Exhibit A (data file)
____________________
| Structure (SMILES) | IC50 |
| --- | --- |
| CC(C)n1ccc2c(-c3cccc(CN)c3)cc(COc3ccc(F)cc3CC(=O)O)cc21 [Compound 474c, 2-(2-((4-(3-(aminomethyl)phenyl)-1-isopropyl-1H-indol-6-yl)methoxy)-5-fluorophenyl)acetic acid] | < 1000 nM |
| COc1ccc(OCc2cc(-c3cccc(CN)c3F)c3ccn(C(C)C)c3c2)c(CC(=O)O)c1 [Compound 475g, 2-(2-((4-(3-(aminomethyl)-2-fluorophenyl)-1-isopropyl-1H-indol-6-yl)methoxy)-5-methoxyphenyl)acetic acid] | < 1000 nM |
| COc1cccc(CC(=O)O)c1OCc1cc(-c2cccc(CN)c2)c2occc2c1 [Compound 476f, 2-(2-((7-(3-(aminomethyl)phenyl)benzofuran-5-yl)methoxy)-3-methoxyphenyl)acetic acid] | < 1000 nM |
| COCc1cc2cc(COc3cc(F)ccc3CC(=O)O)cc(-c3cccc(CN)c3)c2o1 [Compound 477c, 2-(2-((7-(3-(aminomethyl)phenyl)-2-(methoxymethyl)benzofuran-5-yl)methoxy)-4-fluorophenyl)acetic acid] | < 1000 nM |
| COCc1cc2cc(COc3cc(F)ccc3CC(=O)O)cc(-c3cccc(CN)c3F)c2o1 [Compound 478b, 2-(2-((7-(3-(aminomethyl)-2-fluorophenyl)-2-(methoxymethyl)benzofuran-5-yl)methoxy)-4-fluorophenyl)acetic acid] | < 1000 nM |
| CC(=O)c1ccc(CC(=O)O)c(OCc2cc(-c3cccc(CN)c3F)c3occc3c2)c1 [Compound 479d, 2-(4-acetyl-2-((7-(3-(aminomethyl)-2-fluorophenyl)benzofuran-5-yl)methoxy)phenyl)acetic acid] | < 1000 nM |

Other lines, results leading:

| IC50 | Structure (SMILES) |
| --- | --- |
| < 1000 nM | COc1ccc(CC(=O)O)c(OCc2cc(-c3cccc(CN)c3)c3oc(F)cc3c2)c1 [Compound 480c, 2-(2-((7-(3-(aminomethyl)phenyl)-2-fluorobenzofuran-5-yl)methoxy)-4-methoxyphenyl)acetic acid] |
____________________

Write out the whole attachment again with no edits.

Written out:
| Structure (SMILES) | IC50 |
| --- | --- |
| CC(C)n1ccc2c(-c3cccc(CN)c3)cc(COc3ccc(F)cc3CC(=O)O)cc21 [Compound 474c, 2-(2-((4-(3-(aminomethyl)phenyl)-1-isopropyl-1H-indol-6-yl)methoxy)-5-fluorophenyl)acetic acid] | < 1000 nM |
| COc1ccc(OCc2cc(-c3cccc(CN)c3F)c3ccn(C(C)C)c3c2)c(CC(=O)O)c1 [Compound 475g, 2-(2-((4-(3-(aminomethyl)-2-fluorophenyl)-1-isopropyl-1H-indol-6-yl)methoxy)-5-methoxyphenyl)acetic acid] | < 1000 nM |
| COc1cccc(CC(=O)O)c1OCc1cc(-c2cccc(CN)c2)c2occc2c1 [Compound 476f, 2-(2-((7-(3-(aminomethyl)phenyl)benzofuran-5-yl)methoxy)-3-methoxyphenyl)acetic acid] | < 1000 nM |
| COCc1cc2cc(COc3cc(F)ccc3CC(=O)O)cc(-c3cccc(CN)c3)c2o1 [Compound 477c, 2-(2-((7-(3-(aminomethyl)phenyl)-2-(methoxymethyl)benzofuran-5-yl)methoxy)-4-fluorophenyl)acetic acid] | < 1000 nM |
| COCc1cc2cc(COc3cc(F)ccc3CC(=O)O)cc(-c3cccc(CN)c3F)c2o1 [Compound 478b, 2-(2-((7-(3-(aminomethyl)-2-fluorophenyl)-2-(methoxymethyl)benzofuran-5-yl)methoxy)-4-fluorophenyl)acetic acid] | < 1000 nM |
| CC(=O)c1ccc(CC(=O)O)c(OCc2cc(-c3cccc(CN)c3F)c3occc3c2)c1 [Compound 479d, 2-(4-acetyl-2-((7-(3-(aminomethyl)-2-fluorophenyl)benzofuran-5-yl)methoxy)phenyl)acetic acid] | < 1000 nM |

Other lines, results leading:

| IC50 | Structure (SMILES) |
| --- | --- |
| < 1000 nM | COc1ccc(CC(=O)O)c(OCc2cc(-c3cccc(CN)c3)c3oc(F)cc3c2)c1 [Compound 480c, 2-(2-((7-(3-(aminomethyl)phenyl)-2-fluorobenzofuran-5-yl)methoxy)-4-methoxyphenyl)acetic acid] |